Jerome Rogers sadly took his own life at the age of 20 after receiving two £65 traffic fines, which escalated to £1,000 of debt after the council passed on his debt to aggressive bailiffs. Jerome’s mother Tracey believes that a big factor in his death was a combination of the threatening bailiffs who came to the door and the intimidating letters he received from lenders. Tracey says that if the letters had not been so frightening and Jerome had been able to get the right support when he needed it, he would still be here today. That is one life tragically lost, but there will be many others.
The right hon. Gentleman gave two powerful examples. This is reality. This is life. People are getting these letters and thinking about committing suicide. After a decade of austerity, things are not improving. Does he agree that it is time that the Government gave new guidelines to stop these letters coming through the door and threatening people? We need to examine this more and I therefore welcome this debate.
The hon. Gentleman goes to the heart of what I am proposing. I will expand on the point he made.
Debt collection letters, like the ones received by Paul and Jerome, often include complex text, which is capitalised and put in bold. The language can be intimidating to someone experiencing mental ill health. The letters often start with threats of court action. They do contain advice—the purpose is well meaning in terms of the legislative requirements.
However, the wording they are required to use is inaccurate and out of date. It was devised before free debt advice was widely available. Recipients are told to get help from a solicitor, from their local trading standards department or a citizens advice bureau. However, trading standards can only help someone when a company’s behaviour is illegal, not in an ordinary civil situation. Therefore, that advice, in wording required by the Government, is inaccurate and should not be there.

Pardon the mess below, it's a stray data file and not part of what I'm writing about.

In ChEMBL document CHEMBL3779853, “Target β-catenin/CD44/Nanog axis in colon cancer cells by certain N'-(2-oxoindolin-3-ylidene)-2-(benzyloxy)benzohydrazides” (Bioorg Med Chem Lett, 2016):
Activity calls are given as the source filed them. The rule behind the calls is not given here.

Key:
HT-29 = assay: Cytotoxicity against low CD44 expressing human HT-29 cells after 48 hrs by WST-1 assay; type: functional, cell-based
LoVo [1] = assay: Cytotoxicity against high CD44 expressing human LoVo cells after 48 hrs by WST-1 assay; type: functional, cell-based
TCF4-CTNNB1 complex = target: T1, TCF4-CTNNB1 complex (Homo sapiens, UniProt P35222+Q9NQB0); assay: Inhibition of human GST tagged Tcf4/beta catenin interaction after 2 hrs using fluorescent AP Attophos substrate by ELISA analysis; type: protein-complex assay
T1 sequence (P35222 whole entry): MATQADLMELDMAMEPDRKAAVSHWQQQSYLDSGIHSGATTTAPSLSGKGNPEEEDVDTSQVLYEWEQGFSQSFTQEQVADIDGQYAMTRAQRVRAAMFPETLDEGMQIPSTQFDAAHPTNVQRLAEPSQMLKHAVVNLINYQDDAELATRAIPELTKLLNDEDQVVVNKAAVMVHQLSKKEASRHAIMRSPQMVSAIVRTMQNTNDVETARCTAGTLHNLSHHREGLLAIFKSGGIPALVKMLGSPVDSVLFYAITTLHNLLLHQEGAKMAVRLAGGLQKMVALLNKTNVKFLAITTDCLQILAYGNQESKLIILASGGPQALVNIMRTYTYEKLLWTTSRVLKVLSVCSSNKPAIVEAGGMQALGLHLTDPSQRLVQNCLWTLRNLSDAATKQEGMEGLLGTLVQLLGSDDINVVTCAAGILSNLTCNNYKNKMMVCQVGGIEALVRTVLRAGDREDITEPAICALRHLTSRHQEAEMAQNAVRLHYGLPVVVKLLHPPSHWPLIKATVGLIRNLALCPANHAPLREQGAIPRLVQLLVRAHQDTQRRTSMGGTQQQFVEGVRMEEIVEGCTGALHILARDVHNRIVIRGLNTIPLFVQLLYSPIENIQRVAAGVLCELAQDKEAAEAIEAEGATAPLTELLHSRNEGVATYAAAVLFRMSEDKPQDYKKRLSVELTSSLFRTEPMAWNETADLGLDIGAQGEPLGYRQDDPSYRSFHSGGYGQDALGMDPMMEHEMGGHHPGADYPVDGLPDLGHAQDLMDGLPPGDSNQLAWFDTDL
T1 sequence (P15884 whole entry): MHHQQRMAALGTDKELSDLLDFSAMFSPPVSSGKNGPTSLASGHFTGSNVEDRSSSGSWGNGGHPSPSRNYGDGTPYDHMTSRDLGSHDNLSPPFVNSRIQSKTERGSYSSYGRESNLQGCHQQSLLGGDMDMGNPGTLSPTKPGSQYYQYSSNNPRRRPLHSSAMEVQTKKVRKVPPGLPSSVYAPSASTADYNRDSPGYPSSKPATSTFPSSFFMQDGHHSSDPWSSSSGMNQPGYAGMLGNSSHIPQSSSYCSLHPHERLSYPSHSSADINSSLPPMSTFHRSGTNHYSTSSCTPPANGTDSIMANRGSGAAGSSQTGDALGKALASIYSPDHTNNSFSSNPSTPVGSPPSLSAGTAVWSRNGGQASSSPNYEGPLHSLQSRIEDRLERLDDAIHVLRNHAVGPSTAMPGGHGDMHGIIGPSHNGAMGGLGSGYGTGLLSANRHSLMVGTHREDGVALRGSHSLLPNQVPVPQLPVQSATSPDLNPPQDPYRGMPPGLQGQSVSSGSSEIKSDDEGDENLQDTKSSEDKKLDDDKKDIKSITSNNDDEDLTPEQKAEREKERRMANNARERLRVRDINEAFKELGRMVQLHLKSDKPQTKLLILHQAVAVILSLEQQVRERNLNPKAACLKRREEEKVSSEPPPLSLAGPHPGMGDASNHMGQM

The idea that someone in problem debt should be told in official advice to seek out a solicitor is outdated and frankly ridiculous for many people who would just assume that going to a solicitor is impossible, due to the cost involved. The advice is so out of date because, outrageously, the content of these letters is dictated by legislation that has not been updated for decades. Lenders are legally obliged to include certain pieces of prescribed content, as is laid out in the Consumer Credit Act 1974 and the Consumer Credit (Enforcement, Default and Termination Notices) Regulations 1983.
The Money and Mental Health Policy Institute’s “Stop the #DebtThreats” campaign calls on the Government to amend the Consumer Credit Act and the associated regulations, to put a stop to the threatening letters. First, the Government should change the prescribed content of lenders’ letters, exactly as Hugh Gaffney suggested. The Government should make these letters more accessible, easier to understand and clearer for people in problem debt.